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Sunday, July 20, 2008

Embree Defeats Capra for Clay Court Title

©Colette Lewis 2008--
Memphis, TN--

Lauren Embree shed her bridesmaid dress on Sunday, collecting the winner's trophy and her first gold ball in 18s singles competition when she defeated top seed Beatrice Capra 6-4, 6-2 on the sticky-hot center court at the Racquet Club of Memphis.

Embree had reached the finals at last year's Clay Court Championships, falling to Missy Clayton, and in 2008, had taken second place at both the USTA Spring Championships and the Easter Bowl. But this week, the 17-year-old from Marco Island, Fla. was on top of her formidable clay court game, taking all seven of her matches in straight sets.

Embree, seeded third, managed to win Sunday morning without much help from her serve. After breaking Capra in the opening game and taking a 2-1 lead, she gave it back with two double faults in the next game. Embree also chipped in two more double faults when serving at 4-3 in the first set, dropping serve again, but Capra was having struggles of her own on serve, and she double faulted on game point to give Embree a 5-4 lead.

"I was frustrated because I couldn't get a serve in the box, and I kept double faulting on big points," Embree said. "I didn't really feel confident in it, and when I serve sometimes my back bothers me, so that gets in my head and I think it's my back, but I just have to believe in my serve."

Despite all her troubles when serving, Embree came up with a service winner on her second set point, and with the first set tucked away, the double faults decreased dramatically. In the second set, Capra took a 2-1 lead and had three break points to go up 3-1, but that's when the match began to unravel for the 16-year-old from Ellicott City, Md.

Frustrated with failing to convert those opportunities, Capra received a point penalty for racquet abuse, and at 15-40, let an Embree shot go, only to see it drop on the baseline. Capra won only two points in the next two games, giving Embree a 5-2 lead, and the chance to serve out the championship. At 30-30, Embree hit a service winner and on her first match point, angled a backhand putaway at the net to claim the impressive trophy and the WTA Cellular South Cup qualifying wild card next February.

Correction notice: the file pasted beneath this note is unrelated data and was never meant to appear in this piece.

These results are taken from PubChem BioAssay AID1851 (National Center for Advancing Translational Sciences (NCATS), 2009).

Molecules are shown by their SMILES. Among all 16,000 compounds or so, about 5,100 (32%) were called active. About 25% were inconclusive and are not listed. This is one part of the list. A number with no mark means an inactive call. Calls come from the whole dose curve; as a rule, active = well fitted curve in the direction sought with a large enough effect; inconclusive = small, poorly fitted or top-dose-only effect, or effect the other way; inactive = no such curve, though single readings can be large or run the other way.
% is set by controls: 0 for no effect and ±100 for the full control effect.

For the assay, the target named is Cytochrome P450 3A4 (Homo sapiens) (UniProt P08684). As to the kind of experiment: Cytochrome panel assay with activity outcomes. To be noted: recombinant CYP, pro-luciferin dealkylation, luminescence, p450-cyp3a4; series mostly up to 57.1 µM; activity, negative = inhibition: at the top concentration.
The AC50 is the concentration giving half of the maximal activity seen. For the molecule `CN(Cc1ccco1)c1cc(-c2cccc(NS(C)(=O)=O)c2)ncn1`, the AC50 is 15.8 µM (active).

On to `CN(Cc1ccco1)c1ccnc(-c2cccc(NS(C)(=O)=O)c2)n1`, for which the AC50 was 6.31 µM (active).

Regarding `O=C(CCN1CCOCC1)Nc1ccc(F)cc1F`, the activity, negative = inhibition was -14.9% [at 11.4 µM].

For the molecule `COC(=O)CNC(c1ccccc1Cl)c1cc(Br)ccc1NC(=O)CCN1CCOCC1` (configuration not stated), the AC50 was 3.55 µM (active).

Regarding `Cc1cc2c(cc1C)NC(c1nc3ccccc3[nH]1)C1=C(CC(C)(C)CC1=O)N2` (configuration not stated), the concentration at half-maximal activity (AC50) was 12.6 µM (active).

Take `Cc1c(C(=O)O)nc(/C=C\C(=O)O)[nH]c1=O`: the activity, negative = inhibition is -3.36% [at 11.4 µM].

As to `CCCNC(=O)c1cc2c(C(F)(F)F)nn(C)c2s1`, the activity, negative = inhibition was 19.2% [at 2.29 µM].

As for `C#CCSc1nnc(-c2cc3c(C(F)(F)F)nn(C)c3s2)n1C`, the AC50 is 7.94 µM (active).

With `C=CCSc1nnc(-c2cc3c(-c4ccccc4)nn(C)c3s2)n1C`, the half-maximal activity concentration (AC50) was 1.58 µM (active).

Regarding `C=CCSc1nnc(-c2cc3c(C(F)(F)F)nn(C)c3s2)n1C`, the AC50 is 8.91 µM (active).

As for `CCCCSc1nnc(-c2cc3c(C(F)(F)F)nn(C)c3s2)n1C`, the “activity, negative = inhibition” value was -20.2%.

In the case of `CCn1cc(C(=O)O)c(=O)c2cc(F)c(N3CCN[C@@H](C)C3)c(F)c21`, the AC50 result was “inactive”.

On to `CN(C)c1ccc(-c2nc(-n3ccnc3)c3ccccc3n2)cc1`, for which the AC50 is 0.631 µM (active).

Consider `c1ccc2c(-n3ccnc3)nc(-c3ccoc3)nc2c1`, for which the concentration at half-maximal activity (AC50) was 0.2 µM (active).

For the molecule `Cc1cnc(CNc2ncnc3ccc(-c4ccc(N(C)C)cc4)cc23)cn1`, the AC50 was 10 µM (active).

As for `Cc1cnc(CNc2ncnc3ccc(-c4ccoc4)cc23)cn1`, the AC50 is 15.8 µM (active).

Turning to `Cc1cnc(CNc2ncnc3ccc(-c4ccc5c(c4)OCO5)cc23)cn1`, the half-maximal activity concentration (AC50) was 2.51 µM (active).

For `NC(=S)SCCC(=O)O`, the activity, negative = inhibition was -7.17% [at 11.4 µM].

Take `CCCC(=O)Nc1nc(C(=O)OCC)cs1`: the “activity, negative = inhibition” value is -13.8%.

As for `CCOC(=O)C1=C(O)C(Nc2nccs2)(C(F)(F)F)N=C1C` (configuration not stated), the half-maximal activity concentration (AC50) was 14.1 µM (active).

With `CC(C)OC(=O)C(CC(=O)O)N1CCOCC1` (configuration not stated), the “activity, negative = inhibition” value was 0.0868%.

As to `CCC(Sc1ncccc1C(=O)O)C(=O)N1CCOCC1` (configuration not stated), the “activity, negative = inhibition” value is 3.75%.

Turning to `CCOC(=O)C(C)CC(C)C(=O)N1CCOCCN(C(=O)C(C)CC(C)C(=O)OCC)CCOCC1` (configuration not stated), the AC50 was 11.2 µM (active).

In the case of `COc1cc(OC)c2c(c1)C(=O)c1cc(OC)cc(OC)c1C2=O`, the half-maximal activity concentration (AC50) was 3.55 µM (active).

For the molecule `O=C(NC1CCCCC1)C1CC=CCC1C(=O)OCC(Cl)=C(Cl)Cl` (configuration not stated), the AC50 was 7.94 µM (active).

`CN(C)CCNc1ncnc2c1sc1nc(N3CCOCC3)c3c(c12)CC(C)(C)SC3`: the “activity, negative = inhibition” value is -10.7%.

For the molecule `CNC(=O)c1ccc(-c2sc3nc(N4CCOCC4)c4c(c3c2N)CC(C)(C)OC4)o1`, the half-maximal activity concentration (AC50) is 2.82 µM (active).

Capra's analysis of the match centered on her own lack of energy during the second set, after the first set took nearly an hour to complete.

"I thought I came out pretty strong, I thought I was playing well, but in the end, I didn't have enough energy, mental energy, to keep it up," said Capra, whose WTA ranking currently stands at 736. "In the end I got really tired, and I couldn't keep more than three balls in play."

Embree has demonstrated throughout her junior career the value of defense, and she has been able to retain that skill while building her offensive firepower.

"She was very consistent," Capra said with a sigh. "She always kept one more ball in play for me to hit and it was hard for me to keep up with her physically."

"I couldn't really sense it," Embree said of Capra's fatigue. "But it's been a really long week for all of us."